In solid-state physics, phonons — quantized acoustic waves — are traditionally disparaged as major sources of decoherence. However, recent advancements in nanoengineering have allowed the possibility of employing phonons deliberately, taking advantage of their capacity to interface with multiple excitations, such as electrons, photons, and excitons, by changing the atomic positions in a solid.

Priya et al. provided an overview of this new strategy and described potential applications in nanophononics.

“In recent years phonons have gone from being the bad guys in solid-state physics to being main actors unveiling novel physical phenomena,” said author Daniel Lanzillotti-Kimura. “The fact that we can manipulate and engineer acoustic waves of a few nanometer wavelengths is amazing and opens up infinite possibilities.”

For example, the strong coupling between phonons and other excitations could be employed in quantum communication and the storage and transmission of information. Phonons could also be used in the construction of tunable devices that react to environmental stimuli in programmable ways.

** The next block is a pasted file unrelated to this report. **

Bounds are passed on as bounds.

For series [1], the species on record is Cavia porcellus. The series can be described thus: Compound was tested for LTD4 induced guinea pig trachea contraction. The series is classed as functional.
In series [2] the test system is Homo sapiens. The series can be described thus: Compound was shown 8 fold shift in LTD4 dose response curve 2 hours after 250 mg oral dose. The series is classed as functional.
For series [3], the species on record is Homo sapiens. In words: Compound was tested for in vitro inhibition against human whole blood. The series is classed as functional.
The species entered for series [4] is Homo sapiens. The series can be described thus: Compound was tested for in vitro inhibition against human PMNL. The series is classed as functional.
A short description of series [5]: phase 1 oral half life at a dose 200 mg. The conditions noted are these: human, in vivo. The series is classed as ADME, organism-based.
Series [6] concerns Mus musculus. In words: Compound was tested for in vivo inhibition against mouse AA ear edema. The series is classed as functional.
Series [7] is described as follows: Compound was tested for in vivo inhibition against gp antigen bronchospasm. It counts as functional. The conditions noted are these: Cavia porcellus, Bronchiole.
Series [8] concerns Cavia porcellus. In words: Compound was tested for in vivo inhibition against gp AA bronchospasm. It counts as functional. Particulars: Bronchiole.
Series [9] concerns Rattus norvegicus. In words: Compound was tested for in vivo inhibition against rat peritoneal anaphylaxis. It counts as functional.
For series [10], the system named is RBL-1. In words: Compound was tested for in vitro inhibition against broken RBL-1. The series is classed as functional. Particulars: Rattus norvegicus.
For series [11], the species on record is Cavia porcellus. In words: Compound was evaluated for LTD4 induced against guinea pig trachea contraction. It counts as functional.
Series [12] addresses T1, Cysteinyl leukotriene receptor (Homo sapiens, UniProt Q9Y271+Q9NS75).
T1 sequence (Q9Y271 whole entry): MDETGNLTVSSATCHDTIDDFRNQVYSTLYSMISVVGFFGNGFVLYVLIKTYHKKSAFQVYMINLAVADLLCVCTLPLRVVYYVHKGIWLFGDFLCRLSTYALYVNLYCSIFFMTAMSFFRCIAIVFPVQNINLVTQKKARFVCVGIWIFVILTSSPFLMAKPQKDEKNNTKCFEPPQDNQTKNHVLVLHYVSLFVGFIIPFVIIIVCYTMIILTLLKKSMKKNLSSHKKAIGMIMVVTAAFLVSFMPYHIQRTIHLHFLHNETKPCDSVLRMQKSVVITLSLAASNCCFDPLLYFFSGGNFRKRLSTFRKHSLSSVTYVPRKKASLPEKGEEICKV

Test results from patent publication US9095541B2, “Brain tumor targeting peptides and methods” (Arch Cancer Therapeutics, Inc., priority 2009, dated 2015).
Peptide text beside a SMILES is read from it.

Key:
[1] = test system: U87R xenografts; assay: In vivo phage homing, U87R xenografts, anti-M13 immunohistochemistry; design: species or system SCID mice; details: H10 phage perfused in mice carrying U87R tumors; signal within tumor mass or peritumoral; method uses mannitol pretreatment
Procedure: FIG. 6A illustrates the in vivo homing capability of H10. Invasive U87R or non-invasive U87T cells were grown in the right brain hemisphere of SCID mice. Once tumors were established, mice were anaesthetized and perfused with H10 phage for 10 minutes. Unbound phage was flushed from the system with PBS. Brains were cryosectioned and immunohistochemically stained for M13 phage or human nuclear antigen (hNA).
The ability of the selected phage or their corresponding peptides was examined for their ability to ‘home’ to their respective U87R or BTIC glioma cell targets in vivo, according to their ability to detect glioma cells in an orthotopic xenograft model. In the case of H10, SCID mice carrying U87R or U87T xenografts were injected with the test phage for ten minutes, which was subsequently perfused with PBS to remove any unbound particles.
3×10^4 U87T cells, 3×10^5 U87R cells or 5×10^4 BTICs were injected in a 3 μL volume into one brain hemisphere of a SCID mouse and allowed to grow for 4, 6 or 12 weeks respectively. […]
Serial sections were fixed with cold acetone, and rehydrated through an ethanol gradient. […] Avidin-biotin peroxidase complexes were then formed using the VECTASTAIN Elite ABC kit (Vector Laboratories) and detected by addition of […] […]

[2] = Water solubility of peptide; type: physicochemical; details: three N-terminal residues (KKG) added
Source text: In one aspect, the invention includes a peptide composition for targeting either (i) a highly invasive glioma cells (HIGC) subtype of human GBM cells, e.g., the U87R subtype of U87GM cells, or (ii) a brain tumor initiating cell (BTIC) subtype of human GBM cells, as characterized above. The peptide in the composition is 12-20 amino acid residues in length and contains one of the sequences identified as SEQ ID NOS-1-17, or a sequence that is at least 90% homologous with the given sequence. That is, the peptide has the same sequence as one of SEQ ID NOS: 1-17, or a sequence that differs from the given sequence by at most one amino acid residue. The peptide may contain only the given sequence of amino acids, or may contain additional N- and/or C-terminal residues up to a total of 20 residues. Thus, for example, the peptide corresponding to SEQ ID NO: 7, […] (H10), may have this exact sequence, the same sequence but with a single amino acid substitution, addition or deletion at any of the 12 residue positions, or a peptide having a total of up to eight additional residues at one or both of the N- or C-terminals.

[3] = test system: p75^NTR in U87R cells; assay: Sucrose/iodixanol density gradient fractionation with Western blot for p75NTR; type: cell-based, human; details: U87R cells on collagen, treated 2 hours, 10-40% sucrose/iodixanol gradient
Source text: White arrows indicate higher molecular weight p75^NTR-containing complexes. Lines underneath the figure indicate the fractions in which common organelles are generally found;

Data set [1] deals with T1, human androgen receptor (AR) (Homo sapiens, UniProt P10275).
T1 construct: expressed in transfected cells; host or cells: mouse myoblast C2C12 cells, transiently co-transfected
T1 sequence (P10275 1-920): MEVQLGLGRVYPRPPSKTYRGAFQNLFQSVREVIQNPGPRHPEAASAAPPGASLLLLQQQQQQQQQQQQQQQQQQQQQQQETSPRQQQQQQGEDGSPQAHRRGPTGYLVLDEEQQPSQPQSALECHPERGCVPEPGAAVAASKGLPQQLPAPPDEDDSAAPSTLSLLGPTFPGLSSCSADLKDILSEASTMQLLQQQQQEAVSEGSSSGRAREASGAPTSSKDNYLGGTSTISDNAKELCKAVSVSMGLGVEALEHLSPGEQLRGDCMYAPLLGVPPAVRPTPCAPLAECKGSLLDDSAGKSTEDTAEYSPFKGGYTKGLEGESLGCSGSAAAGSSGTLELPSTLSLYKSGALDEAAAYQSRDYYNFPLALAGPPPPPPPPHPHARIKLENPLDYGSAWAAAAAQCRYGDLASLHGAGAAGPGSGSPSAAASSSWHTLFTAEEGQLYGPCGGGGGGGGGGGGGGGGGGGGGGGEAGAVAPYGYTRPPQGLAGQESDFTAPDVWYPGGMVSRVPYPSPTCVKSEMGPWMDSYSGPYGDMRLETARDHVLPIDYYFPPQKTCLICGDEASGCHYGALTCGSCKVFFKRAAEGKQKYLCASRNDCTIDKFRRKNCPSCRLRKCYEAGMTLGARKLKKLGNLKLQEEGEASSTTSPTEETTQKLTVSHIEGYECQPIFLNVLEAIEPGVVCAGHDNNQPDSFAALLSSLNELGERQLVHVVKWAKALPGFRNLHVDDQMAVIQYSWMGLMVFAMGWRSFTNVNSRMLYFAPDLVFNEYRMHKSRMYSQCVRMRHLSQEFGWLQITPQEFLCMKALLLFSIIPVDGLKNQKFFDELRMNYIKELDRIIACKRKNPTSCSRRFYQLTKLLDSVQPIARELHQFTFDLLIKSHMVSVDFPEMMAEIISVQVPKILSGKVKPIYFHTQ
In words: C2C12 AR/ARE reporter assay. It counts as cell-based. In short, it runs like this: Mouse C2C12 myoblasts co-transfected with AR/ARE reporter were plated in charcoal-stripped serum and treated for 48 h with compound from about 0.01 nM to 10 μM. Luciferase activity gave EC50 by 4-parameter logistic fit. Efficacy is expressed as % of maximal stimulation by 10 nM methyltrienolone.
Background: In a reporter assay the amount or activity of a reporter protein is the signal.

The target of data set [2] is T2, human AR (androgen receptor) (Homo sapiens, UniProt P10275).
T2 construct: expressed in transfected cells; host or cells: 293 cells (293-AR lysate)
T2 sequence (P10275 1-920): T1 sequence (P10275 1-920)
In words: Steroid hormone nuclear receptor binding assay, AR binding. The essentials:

The authors highlighted some obstacles to the precise control of phonons at the nanoscale. For instance, the lack of standard transducers limits the ability to control interactions with other excitations, and high material quality is needed in high-frequency implementations.

Given the strong potential applications, the team is confident that researchers will address these challenges and continue to develop nanophononics as a valuable tool.

“The next steps include the design and realization of high-quality acoustic resonators operating at the ultrahigh-frequency range to provide a suitable platform to enter into the quantum regime at standard cryogenic temperatures,” said Lanzillotti-Kimura.

Source: “Perspectives on high-frequency nanomechanics, nanoacoustics, and nanophononics,” by Priya Priya, Edson Rafael Cardozo de Oliveira, and Norberto Daniel Lanzillotti-Kimura, Applied Physics Letters (2023). The article can be accessed at